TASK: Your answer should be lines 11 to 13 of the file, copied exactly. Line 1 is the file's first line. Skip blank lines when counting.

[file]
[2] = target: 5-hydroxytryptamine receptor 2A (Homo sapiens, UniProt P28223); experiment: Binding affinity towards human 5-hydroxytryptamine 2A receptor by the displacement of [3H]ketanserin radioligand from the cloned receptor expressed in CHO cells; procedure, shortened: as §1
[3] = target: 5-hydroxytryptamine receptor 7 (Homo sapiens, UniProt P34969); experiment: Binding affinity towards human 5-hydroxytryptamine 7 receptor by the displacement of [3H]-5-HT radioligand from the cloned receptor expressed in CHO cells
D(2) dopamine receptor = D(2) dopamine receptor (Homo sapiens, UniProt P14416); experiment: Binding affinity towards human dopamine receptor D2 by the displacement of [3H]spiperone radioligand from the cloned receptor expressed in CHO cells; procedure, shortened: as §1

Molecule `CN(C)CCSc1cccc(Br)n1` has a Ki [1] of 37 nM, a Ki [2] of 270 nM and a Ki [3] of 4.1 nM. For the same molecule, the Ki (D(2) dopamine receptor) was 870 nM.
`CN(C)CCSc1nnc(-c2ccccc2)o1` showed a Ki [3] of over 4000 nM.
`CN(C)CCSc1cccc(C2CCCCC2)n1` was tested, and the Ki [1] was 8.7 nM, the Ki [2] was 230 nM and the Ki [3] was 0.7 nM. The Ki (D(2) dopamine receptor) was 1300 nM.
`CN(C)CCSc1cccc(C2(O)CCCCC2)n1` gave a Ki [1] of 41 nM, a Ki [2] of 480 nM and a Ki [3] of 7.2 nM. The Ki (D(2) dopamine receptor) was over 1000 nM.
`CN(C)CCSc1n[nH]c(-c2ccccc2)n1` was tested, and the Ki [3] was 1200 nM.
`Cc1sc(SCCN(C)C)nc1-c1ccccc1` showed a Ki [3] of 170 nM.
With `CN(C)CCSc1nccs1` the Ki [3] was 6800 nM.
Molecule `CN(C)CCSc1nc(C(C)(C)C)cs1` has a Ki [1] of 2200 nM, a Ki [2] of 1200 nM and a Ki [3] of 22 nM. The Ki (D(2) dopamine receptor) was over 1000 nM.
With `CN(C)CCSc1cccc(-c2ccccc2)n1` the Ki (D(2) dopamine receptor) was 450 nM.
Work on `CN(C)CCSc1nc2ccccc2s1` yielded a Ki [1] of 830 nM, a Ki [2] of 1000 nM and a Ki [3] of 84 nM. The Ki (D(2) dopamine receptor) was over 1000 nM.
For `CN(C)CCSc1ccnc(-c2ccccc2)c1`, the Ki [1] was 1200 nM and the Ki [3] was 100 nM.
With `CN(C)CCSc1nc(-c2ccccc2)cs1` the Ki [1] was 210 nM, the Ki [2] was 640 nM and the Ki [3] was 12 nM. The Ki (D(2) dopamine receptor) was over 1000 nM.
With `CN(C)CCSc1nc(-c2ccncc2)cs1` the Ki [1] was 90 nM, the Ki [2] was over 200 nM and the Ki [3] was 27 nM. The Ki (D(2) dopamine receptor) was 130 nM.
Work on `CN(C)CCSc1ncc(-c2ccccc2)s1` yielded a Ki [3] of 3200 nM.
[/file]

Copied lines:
Molecule `CN(C)CCSc1nc(C(C)(C)C)cs1` has a Ki [1] of 2200 nM, a Ki [2] of 1200 nM and a Ki [3] of 22 nM. The Ki (D(2) dopamine receptor) was over 1000 nM.
With `CN(C)CCSc1cccc(-c2ccccc2)n1` the Ki (D(2) dopamine receptor) was 450 nM.
Work on `CN(C)CCSc1nc2ccccc2s1` yielded a Ki [1] of 830 nM, a Ki [2] of 1000 nM and a Ki [3] of 84 nM. The Ki (D(2) dopamine receptor) was over 1000 nM.